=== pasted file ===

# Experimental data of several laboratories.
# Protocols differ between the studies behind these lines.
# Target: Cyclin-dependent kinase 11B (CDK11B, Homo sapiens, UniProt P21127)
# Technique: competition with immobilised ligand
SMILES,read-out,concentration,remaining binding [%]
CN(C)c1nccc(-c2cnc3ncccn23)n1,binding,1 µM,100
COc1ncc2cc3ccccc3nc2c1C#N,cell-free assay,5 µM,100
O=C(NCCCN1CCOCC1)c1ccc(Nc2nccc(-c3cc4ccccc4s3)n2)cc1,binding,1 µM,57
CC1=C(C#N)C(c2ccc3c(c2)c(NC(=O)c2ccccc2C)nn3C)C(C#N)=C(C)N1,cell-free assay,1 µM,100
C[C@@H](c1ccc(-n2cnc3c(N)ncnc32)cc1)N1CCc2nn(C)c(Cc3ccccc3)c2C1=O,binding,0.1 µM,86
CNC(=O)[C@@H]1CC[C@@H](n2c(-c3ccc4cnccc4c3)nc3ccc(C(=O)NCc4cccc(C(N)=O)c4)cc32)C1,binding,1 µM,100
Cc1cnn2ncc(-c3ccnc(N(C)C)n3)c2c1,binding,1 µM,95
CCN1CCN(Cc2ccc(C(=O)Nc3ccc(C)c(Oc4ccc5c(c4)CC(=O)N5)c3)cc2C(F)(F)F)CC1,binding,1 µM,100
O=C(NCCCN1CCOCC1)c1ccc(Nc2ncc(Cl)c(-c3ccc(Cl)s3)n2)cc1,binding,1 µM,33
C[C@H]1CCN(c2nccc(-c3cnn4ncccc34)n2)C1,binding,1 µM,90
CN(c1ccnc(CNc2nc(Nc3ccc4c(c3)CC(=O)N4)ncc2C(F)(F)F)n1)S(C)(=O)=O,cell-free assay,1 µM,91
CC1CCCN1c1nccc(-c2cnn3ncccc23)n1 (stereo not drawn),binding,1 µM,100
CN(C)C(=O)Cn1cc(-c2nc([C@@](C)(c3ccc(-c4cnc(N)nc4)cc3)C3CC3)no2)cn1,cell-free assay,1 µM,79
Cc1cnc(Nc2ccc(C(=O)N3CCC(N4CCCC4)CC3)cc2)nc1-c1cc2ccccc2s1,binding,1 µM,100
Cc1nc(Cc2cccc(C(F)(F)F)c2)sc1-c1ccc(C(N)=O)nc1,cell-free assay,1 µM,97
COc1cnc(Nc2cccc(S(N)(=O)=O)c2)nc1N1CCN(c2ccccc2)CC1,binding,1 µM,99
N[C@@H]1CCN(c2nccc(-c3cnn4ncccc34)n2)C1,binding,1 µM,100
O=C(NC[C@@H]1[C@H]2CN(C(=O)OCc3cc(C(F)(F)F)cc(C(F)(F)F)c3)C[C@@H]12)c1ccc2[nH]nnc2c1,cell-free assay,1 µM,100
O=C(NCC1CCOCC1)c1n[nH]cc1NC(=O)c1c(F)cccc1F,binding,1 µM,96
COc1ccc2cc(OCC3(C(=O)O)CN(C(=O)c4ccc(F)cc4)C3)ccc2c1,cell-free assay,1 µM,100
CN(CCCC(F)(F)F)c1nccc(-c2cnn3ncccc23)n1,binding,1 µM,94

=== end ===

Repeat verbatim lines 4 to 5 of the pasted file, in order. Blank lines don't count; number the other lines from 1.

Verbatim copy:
# Technique: competition with immobilised ligand
SMILES,read-out,concentration,remaining binding [%]